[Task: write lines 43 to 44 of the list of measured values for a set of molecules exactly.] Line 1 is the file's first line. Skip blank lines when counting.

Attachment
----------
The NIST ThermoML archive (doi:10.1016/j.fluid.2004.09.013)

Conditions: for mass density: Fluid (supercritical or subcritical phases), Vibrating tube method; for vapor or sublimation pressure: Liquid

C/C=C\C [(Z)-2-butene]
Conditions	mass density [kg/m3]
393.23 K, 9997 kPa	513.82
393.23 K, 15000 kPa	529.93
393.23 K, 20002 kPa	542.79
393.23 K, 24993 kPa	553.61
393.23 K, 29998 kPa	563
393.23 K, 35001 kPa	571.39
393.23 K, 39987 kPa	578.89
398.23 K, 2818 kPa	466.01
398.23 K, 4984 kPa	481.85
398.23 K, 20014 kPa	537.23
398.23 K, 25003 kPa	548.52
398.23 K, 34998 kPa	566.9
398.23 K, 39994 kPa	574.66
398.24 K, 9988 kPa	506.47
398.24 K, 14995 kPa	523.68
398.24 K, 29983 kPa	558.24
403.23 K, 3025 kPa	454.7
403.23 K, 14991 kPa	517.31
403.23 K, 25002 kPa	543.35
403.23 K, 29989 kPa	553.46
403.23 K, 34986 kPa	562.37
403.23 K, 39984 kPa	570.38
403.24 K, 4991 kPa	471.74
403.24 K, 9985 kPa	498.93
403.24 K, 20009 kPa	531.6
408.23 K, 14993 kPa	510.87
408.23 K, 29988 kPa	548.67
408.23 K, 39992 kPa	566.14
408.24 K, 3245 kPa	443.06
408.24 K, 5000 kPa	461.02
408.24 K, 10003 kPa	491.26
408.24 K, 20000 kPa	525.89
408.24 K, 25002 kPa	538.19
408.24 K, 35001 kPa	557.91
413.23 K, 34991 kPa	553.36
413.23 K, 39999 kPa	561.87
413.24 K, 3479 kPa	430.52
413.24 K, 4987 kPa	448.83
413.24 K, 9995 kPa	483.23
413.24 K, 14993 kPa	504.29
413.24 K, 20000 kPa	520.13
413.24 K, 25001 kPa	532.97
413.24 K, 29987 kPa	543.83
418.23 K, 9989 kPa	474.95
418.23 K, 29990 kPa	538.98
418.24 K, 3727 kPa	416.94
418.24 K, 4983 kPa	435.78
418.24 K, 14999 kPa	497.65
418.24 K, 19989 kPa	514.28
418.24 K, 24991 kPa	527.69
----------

413.24 K, 9995 kPa	483.23
413.24 K, 14993 kPa	504.29